Reducing sugar consumption is one of the top nutrition trends today, so it’s important to know what type of sweetener you’re getting when you purchase processed foods. 

Most people have heard of agave nectar, one of the most common substitutes for Coconut Sugar in recipes and drinks. But few people know that there’s another lesser-known syrup from the agave plant called agave syrup—also known as miel de agave, or raw agave—that has a much more pronounced flavor than its more popular counterpart.

For each 1 cup of coconut sugar needed, use ¼ cup agave syrup. *Your recipes may need to be adjusted if you use liquid substitutes.


Maple syrup is a sweetener that has been used for centuries. It is made from the sap of maple trees, which are tapped in early spring. The sap is boiled down to a syrup and then concentrated further to make pure maple sugar.

Maple syrup is one of nature’s most perfect foods, containing minerals and vitamins not found in any other sweeteners. It can be used as a topping on pancakes, waffles, French toast, oatmeal or ice cream; as well as used for Coconut Sugar Substitute.

Maple sugar is a granulated maple syrup that is pressed, rather than boiled. It has a sweet maple flavor and adds a nice crunch to your baking. You can substitute maple sugar for Coconut Sugar in any recipe. Generally, you will need about 1:1 ratio maple sugar for Coconut Sugar to achieve the same level of sweetness.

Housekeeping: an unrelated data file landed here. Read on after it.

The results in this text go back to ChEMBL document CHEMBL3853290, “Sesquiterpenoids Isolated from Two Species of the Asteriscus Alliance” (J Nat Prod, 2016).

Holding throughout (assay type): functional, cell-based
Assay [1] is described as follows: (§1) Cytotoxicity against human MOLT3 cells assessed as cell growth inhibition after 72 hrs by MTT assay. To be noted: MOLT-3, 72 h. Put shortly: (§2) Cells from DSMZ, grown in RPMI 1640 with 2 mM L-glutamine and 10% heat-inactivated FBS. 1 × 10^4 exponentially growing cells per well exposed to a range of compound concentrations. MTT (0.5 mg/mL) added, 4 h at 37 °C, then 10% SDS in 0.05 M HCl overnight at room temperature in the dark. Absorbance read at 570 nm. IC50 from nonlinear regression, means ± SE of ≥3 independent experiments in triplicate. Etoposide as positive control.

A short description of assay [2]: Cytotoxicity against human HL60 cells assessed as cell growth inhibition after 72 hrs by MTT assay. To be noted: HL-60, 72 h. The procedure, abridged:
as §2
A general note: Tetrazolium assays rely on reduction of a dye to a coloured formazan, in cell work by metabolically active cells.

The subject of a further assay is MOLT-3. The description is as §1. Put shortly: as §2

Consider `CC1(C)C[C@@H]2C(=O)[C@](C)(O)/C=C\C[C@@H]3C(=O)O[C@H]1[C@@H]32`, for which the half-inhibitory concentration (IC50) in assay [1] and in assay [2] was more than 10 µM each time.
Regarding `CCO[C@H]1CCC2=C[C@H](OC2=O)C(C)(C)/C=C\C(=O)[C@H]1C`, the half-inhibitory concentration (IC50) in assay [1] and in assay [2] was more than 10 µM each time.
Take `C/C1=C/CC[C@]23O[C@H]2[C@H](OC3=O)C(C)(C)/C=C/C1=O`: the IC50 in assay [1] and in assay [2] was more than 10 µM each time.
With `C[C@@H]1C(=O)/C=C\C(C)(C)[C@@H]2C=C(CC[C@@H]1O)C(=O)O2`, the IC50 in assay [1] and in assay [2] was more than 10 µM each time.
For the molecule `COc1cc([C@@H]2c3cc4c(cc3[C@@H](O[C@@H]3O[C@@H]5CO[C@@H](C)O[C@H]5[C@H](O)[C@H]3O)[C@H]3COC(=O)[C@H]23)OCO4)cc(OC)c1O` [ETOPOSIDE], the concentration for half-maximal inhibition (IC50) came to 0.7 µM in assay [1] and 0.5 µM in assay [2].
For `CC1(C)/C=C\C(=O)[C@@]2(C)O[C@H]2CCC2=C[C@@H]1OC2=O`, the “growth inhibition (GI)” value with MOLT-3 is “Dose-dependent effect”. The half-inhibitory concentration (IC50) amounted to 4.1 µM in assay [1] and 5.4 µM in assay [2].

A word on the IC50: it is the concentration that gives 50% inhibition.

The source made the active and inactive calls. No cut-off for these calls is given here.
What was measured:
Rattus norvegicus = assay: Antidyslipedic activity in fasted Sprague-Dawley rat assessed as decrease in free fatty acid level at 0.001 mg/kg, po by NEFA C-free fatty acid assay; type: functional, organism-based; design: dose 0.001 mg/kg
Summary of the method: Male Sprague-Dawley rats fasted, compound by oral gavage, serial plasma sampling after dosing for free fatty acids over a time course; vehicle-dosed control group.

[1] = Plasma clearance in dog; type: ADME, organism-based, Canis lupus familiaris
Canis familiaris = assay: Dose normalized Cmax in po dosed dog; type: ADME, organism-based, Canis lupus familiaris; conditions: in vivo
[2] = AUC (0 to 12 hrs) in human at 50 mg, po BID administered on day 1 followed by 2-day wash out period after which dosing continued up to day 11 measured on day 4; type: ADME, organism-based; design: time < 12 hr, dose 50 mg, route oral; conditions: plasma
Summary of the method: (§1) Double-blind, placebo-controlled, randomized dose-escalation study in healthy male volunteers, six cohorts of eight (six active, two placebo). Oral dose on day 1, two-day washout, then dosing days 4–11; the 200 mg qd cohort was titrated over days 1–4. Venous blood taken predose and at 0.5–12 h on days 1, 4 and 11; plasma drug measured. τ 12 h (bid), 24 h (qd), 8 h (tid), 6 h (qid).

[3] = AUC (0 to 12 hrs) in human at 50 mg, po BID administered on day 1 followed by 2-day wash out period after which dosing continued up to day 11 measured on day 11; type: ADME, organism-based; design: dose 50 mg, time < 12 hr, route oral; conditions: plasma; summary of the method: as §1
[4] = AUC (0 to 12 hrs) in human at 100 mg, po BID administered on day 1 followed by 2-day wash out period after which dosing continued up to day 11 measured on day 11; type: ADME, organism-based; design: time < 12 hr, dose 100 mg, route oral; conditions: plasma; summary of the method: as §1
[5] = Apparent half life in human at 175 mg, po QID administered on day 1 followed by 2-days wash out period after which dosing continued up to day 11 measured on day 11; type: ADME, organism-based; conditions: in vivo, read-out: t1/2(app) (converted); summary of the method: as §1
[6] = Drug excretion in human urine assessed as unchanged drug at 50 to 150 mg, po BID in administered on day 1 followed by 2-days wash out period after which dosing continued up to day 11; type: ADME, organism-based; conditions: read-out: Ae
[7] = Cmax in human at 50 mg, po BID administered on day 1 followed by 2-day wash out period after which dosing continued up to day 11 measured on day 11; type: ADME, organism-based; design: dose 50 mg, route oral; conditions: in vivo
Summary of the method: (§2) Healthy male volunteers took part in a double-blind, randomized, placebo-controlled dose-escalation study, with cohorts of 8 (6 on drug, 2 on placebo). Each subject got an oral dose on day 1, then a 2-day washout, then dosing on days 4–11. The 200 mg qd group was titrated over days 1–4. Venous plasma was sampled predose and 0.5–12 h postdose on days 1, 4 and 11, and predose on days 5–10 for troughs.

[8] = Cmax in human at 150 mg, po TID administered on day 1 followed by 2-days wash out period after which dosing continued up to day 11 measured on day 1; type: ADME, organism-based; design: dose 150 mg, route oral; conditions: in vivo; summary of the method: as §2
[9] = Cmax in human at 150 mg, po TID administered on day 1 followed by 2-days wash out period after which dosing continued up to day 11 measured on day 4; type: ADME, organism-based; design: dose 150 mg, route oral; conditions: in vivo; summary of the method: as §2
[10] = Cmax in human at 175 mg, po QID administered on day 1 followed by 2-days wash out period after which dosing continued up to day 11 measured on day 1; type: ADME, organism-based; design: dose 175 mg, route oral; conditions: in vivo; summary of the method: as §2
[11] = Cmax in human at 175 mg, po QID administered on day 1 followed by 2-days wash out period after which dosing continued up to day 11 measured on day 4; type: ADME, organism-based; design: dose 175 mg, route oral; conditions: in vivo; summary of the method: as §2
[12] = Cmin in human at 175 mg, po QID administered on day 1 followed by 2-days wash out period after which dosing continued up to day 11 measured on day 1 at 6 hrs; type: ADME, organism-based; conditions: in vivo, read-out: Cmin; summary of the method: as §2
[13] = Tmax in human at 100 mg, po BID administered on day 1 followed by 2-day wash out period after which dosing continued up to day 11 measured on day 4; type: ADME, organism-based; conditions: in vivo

Maple sugar, also known as maple crystals or maple sugar, is the powdered version of maple syrup that has been dehydrated to remove excess moisture. It has a milder flavor than maple syrup and can be used wherever Coconut Sugar is called for such as pie crust or cookie recipes. 

As a coconut sugar substitute, maple sugar works wonderfully in a 1:1 ratio!


We all love sweet treats, but simply eating donuts and candies every day isn’t enough. Chewing sugar is bad, and the high fructose corn syrup that you can buy at the store keeps us from getting all the nutrients we need. Look for alternatives that are healthier and don’t have any nasty ingredients.

In the last few years, date sugar has become one of the most popular sweeteners used in food and drinks. A sweetener made from dates, it is often used to replace Coconut Sugar, as it has a little more nutritional value. 

Coconut sugar can be replaced with date sugar in a 1:1 ratio due to its mild, sweet flavor. The ratio I prefer for coconut sugar or brown sugar is 1/2 cup and for granulated sugar is 2/3 cup.


Sugarcane is grown primarily for its sweet juice, called juice or sugar. The stalk of the plant is not generally used directly as food because it contains fibers and other inedible materials. To obtain the juice from the stalk, it must first be processed to extract the juices.

Demerara sugar is a type of cane sugar with large crystals and a texture that’s sandy or gritty. It has a unique flavor that works especially well in certain drinks or desserts. Demerara sugar can be used to replace Coconut Sugar, but it isn’t an exact replacement.